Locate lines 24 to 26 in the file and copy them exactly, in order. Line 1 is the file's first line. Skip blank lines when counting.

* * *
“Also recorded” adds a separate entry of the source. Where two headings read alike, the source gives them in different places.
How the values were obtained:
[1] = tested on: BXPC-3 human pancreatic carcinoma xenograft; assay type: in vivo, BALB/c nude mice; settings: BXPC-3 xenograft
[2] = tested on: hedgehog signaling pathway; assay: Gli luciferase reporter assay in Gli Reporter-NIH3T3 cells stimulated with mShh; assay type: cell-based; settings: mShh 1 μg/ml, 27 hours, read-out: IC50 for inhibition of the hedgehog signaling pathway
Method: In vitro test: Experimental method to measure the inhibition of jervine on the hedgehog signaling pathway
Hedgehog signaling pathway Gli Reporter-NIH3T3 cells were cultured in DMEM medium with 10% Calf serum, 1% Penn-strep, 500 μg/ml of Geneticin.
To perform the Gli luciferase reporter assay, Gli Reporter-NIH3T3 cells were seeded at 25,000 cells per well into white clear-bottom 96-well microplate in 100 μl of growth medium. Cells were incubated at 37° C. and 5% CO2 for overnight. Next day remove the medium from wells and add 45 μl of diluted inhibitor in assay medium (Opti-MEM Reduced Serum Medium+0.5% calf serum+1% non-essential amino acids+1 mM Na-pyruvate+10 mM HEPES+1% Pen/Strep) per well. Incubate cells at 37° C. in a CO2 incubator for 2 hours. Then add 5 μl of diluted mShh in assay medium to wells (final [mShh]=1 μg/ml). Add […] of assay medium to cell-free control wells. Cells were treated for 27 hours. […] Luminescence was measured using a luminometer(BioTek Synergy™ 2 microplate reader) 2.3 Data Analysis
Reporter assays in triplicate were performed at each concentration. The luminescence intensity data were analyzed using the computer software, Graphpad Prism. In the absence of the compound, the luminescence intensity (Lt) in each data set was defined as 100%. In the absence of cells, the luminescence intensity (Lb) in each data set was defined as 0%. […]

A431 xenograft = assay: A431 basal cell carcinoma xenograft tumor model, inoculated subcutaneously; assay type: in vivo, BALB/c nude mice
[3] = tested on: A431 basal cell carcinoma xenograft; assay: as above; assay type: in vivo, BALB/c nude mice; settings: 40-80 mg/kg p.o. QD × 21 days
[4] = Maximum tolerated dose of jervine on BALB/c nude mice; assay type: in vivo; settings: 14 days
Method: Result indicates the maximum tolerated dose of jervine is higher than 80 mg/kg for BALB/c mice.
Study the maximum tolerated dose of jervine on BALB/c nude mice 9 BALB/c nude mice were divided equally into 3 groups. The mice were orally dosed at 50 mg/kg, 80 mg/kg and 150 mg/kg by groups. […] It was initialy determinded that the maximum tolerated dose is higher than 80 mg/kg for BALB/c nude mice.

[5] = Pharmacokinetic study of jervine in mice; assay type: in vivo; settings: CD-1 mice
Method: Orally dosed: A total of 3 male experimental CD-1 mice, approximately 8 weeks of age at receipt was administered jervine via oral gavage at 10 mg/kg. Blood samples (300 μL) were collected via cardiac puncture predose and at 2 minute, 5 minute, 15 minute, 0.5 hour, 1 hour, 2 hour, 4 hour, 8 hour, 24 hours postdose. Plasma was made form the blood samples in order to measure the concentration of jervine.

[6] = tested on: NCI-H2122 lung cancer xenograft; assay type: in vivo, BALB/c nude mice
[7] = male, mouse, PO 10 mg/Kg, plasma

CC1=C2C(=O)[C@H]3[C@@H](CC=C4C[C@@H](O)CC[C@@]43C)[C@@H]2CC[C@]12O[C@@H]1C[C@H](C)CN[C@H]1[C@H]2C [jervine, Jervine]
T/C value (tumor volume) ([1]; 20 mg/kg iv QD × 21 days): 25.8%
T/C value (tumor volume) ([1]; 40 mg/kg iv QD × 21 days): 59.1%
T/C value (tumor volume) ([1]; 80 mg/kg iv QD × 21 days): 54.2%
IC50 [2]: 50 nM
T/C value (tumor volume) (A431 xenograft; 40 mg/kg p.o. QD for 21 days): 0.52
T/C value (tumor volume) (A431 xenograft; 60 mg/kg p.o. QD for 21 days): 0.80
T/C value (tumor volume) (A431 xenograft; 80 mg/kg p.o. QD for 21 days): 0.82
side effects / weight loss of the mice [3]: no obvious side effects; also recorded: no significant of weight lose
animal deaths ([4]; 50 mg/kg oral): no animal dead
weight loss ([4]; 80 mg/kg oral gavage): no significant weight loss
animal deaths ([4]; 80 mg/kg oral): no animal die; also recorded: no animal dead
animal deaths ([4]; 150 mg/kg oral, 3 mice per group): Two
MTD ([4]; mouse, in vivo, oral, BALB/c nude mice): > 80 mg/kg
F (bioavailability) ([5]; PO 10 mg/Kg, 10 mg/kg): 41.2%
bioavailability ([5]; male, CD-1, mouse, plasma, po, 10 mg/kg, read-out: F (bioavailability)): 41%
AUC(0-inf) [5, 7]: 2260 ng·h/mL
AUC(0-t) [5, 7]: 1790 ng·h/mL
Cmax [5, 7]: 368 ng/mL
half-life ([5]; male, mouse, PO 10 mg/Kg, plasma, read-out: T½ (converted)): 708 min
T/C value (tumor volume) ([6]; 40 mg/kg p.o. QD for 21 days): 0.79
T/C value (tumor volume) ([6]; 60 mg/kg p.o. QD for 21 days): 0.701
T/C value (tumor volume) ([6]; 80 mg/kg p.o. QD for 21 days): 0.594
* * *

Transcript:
T/C value (tumor volume) (A431 xenograft; 60 mg/kg p.o. QD for 21 days): 0.80
T/C value (tumor volume) (A431 xenograft; 80 mg/kg p.o. QD for 21 days): 0.82
side effects / weight loss of the mice [3]: no obvious side effects; also recorded: no significant of weight lose